Batteries are heavy, rugged, dumb animals! Ture! But not quite. Environment affects even a stone. And temperature affects everything living or non-living. Since batteries operate on chemical processes, temperature affects them seriously. Solar batteries are especially exposed to outdoor environment. “Why not keep them in a cool, dry, ventilated room in a building?” you may ask. The fact is, indoor space is always limited, and maintaining such environment indoors costs heavily. Commercial solar projects are necessarily large and outdoors. With increase in sizes of solar projects battery banks demand more space. Locating batteries close to the panels reduces the low-voltage, high-current copper run and hence, reduces copper losses. That means batteries will be exposed to large variations in mean and cyclic temperatures.
It is important for the solar designer and installer to know how temperature matters to batteries. Now different types of batteries react differently to different temperatures. But there is one trait applicable to all types of batteries. All have a range of optimal temperatures. The range of temperatures over which a battery can be charged is less compared to the temperature range over which it can operate. Outside these ranges, the batteries will not perform well. Knowledge of these temperature considerations is important in selecting a battery type for a given application. Extreme temperatures WILL reduce performance and life of the battery. Read more here
Cold temperature affects in two major ways. It increases the internal resistance and reduces the capacity.
• Internal Resistance-Cold raises the internal resistance of the battery. This will reduce the charging rate for fixed voltage chargers. The generation of heat inside the battery will alleviate the problem somewhat as charging proceeds. Smart chargers will cater for these variations. The effect on different chemistries is different, and the manufacturer’s specification must be honored.
• Battery capacity– A battery will exhibit a lowered storage capacity at lowered temperatures. The variation also depends on the charge and discharge rtes. Again, the effect is different for batteries made with different chemistries. A lead acid battery may provide just half the nominal capacity at -18° C.
The common perception that batteries misbehave only in cold is not right. High temperature can cause damage and even fire to the battery. Rise of temperature lowers the voltage required to maintain a given charging current. Thus, for a given fixed charging voltage charging current will rise as the temperature rises. Since charging produces heat increasing the charging rate further, a run-away condition can exist if not controlled. Charging voltage should be reduced approximately 3mV/°C for lead acid if constant current charging is desired.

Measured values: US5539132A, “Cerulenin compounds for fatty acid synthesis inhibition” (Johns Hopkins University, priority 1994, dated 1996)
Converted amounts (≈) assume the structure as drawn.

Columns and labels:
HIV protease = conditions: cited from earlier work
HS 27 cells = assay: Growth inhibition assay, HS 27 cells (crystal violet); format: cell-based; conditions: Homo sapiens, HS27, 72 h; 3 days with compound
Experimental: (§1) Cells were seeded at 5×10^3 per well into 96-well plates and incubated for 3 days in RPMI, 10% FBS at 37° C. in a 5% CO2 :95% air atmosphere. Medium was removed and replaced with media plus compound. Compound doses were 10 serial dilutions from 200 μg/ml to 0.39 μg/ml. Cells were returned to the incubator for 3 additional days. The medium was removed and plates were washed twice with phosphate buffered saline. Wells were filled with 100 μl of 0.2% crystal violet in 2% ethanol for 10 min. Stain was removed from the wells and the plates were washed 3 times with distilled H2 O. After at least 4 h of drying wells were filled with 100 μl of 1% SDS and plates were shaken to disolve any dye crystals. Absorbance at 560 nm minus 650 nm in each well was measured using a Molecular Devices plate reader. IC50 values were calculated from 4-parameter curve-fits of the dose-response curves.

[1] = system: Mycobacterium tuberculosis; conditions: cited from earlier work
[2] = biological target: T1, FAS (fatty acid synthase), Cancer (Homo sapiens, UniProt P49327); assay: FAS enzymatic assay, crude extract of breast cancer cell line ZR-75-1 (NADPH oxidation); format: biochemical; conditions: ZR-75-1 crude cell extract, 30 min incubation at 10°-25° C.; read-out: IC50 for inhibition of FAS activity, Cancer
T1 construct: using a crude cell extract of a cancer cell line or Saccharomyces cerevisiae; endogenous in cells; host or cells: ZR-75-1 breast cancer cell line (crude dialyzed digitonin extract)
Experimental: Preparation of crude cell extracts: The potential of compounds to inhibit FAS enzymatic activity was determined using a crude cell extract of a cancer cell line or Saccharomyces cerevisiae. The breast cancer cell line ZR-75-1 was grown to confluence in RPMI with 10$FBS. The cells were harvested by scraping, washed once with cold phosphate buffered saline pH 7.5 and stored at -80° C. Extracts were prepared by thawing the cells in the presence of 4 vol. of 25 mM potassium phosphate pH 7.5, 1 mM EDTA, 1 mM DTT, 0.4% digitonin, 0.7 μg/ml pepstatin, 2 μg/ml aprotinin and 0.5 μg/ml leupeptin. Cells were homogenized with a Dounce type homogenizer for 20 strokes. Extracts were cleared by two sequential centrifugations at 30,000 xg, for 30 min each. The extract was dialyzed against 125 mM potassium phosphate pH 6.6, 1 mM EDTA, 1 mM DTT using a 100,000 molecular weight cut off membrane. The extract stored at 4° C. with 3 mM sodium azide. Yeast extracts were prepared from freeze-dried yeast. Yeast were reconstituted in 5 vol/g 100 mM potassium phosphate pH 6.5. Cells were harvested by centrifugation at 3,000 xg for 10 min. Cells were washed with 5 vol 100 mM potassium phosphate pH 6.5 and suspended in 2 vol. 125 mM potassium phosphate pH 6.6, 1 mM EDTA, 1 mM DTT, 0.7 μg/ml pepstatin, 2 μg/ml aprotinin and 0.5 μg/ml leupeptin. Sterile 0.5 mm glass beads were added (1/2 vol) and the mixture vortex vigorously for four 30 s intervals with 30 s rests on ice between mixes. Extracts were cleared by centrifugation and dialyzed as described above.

Capacity Loss at High Temperatures
Operating the battery beyond the permissible temperatures results in a capacity loss. This capacity loss is cumulative as the battery is cycled. An important thing to note is that capacity loss due to cycling at high temperatures:
• Increases with increase of temperature
• Is higher when battery is cycled at higher level of charge.
Permissible Temperature ranges
• Lead Acid– Lead Acid batteries have wide tolerance to temperature variations. Charging and discharging operation is possible between -20°C and 50°C. The normal charging is at 0.3C (C is the capacity in AH. For a 200AH battery charging at 0.3 C means charging at 60 A) which should be reduced gradually to 0.1C below 0°C. A discharged battery is more likely to freeze and get damaged at low temperatures because the electrolyte now contains more of water.
• Nickel-Cadmium and Nickel-metal Hydride batteries the normal operating range is 0°C and 45°C (which is 32°F to 113°F). At -18°C charge rate is limited to 0.1C. Above 45°C (113°F), reduce rate gradually to half the rate till 65°C (149°F). Discharged is possible between –20°C to 65°C which is –4°F to 149°F.
• Li-ion– These can be charged 0°C to 45°C (32°F to 113°F) and discharged between –20°C to 60°C (–4°F to 140°F). Operating at the higher temperatures reduces life.
Charging Batteries at Low Temperatures
In order to charge at normal rates in low ambient temperatures batteries can be enclosed in some enclosure which maintains near normal temperature. Otherwise charge acceptance will be less because ion combination will be slower. Forcing high current can build up pressure causing explosion of sealed batteries.